The Word 'Radicalization' Has Lost All Meaning. That's Very Dangerous | Opinion

In 2008, back when politics in America and Western Europe was polarized but not completely unhinged, the terrorism scholar Peter Neumann nicely summarized radicalization as "what goes on before the bomb goes off." While this left a lot of blanks to fill in, it had the distinct merit of underscoring the link between radicalization and political violence: If you want to figure out how someone commits an act of terrorism, you need to understand how, prior to this, they became convinced that killing people for politics is a good idea.

And it's this crucial link, between radicalization and violence, that today's public discourse has all but severed. If "radicalization" once meant the process by which someone embraces a violent ideology that commands them to wage war on civilians, it has now become a synonym for wrong-think. Once a description of the moment before physical violence, inextricably linked to real world, physical harm, radicalization now refers to anything on the wrong side of the reigning orthodoxy, something that does harm to nothing more than the sensibilities of those in power.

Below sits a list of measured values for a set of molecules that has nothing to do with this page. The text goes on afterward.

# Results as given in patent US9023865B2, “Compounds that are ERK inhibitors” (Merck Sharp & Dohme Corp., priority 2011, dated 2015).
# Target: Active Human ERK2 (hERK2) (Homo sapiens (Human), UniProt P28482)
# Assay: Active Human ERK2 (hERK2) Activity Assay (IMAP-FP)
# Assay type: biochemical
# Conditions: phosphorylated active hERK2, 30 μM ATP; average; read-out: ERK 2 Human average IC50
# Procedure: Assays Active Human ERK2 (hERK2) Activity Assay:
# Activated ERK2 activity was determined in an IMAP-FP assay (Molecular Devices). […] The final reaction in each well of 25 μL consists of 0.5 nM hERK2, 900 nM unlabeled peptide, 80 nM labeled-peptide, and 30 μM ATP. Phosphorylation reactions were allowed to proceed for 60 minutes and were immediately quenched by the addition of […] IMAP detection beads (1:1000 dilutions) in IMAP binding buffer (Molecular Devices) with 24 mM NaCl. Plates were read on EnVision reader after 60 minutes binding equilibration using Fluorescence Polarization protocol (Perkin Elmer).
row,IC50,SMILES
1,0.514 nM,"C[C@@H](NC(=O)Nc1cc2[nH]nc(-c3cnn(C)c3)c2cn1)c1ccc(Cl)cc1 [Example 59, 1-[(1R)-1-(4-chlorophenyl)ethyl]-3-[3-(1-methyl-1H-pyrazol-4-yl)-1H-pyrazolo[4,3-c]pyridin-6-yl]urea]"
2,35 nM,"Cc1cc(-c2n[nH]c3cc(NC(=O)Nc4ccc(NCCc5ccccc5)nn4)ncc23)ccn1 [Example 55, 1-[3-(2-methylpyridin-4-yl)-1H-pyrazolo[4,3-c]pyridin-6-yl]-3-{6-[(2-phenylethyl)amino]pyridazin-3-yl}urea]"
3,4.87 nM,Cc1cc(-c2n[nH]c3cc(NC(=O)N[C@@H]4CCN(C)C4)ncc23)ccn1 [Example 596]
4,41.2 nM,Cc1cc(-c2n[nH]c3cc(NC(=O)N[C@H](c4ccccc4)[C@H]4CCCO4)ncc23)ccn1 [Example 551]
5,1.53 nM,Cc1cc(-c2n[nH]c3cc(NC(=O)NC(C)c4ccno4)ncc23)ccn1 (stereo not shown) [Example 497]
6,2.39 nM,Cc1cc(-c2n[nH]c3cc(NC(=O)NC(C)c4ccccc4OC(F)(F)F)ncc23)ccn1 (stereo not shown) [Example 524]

Anyone who cares about stopping actual violence must resist this corruption.

I can still remember a time when we used the word correctly. 15 years ago, when I asked my students to name a terrorist, the names that came up were Osama Bin Laden, Ted Kaczynski, Timothy McVeigh, Hezbollah, Anders Breivik and "Jihadi John." All were mass-murderers who tried cloaking their violence in a righteous rhetoric of resistance.

In the past couple of years, I've noticed a shift. My students now routinely name Tony Blair and George W. Bush, and even more recently, Donald Trump, Steve Bannon and Tommy Robinson (a British far-right activist). These are the new jackals of terrorism.

I don't blame my students for this. I, too, don't much like Donald Trump, Steve Bannon and Tommy Robinson. But is it really useful to include them in a pantheon of people who behead hostages, smash planes into buildings and cold-bloodedly gun down scores of school-children?

But my students aren't just overgeneralizing. The shift in who they identify as a terrorist speaks to a broader cultural shift where the concepts of violence, terrorism and radicalization have lost their meaning, which changes based on who is committing the act.

Take the concept of violence. Over the past year, it became clear that some highly credentialed people apparently believe that destroying someone's property and livelihood is not an act of violence, while at the same time insisting that words are acts of violence. Mystifyingly, these are often the same people who think that not using words is an act of violence.